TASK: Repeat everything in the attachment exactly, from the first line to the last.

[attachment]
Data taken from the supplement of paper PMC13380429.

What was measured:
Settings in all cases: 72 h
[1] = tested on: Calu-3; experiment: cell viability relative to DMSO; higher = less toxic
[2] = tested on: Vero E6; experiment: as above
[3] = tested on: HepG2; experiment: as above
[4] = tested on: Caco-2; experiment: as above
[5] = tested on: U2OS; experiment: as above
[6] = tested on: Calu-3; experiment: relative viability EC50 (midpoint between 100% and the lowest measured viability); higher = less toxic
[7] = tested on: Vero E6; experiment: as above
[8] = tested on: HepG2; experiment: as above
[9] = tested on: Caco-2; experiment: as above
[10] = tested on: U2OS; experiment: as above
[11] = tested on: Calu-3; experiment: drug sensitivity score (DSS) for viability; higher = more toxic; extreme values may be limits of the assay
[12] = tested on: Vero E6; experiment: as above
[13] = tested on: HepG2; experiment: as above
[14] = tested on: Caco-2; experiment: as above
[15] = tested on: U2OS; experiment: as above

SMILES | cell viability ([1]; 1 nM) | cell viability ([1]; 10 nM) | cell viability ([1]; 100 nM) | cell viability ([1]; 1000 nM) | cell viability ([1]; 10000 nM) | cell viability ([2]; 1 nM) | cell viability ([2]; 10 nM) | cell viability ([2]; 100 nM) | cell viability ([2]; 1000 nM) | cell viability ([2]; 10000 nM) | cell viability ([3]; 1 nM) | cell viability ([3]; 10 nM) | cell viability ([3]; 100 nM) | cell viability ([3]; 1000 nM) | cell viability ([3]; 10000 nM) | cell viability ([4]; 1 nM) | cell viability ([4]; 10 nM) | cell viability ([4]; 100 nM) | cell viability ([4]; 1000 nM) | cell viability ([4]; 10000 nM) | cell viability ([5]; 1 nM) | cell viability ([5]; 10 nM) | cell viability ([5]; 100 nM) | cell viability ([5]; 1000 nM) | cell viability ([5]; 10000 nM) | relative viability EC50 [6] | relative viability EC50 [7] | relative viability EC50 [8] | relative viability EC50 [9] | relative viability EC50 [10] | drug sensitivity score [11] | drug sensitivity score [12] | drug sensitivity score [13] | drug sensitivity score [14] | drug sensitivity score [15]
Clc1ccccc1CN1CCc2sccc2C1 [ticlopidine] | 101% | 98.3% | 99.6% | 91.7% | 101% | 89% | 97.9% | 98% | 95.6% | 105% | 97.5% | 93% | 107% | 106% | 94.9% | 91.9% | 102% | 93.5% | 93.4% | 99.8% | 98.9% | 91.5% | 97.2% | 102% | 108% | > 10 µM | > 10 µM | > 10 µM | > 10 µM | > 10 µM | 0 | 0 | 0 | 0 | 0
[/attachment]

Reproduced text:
Data taken from the supplement of paper PMC13380429.

What was measured:
Settings in all cases: 72 h
[1] = tested on: Calu-3; experiment: cell viability relative to DMSO; higher = less toxic
[2] = tested on: Vero E6; experiment: as above
[3] = tested on: HepG2; experiment: as above
[4] = tested on: Caco-2; experiment: as above
[5] = tested on: U2OS; experiment: as above
[6] = tested on: Calu-3; experiment: relative viability EC50 (midpoint between 100% and the lowest measured viability); higher = less toxic
[7] = tested on: Vero E6; experiment: as above
[8] = tested on: HepG2; experiment: as above
[9] = tested on: Caco-2; experiment: as above
[10] = tested on: U2OS; experiment: as above
[11] = tested on: Calu-3; experiment: drug sensitivity score (DSS) for viability; higher = more toxic; extreme values may be limits of the assay
[12] = tested on: Vero E6; experiment: as above
[13] = tested on: HepG2; experiment: as above
[14] = tested on: Caco-2; experiment: as above
[15] = tested on: U2OS; experiment: as above

SMILES | cell viability ([1]; 1 nM) | cell viability ([1]; 10 nM) | cell viability ([1]; 100 nM) | cell viability ([1]; 1000 nM) | cell viability ([1]; 10000 nM) | cell viability ([2]; 1 nM) | cell viability ([2]; 10 nM) | cell viability ([2]; 100 nM) | cell viability ([2]; 1000 nM) | cell viability ([2]; 10000 nM) | cell viability ([3]; 1 nM) | cell viability ([3]; 10 nM) | cell viability ([3]; 100 nM) | cell viability ([3]; 1000 nM) | cell viability ([3]; 10000 nM) | cell viability ([4]; 1 nM) | cell viability ([4]; 10 nM) | cell viability ([4]; 100 nM) | cell viability ([4]; 1000 nM) | cell viability ([4]; 10000 nM) | cell viability ([5]; 1 nM) | cell viability ([5]; 10 nM) | cell viability ([5]; 100 nM) | cell viability ([5]; 1000 nM) | cell viability ([5]; 10000 nM) | relative viability EC50 [6] | relative viability EC50 [7] | relative viability EC50 [8] | relative viability EC50 [9] | relative viability EC50 [10] | drug sensitivity score [11] | drug sensitivity score [12] | drug sensitivity score [13] | drug sensitivity score [14] | drug sensitivity score [15]
Clc1ccccc1CN1CCc2sccc2C1 [ticlopidine] | 101% | 98.3% | 99.6% | 91.7% | 101% | 89% | 97.9% | 98% | 95.6% | 105% | 97.5% | 93% | 107% | 106% | 94.9% | 91.9% | 102% | 93.5% | 93.4% | 99.8% | 98.9% | 91.5% | 97.2% | 102% | 108% | > 10 µM | > 10 µM | > 10 µM | > 10 µM | > 10 µM | 0 | 0 | 0 | 0 | 0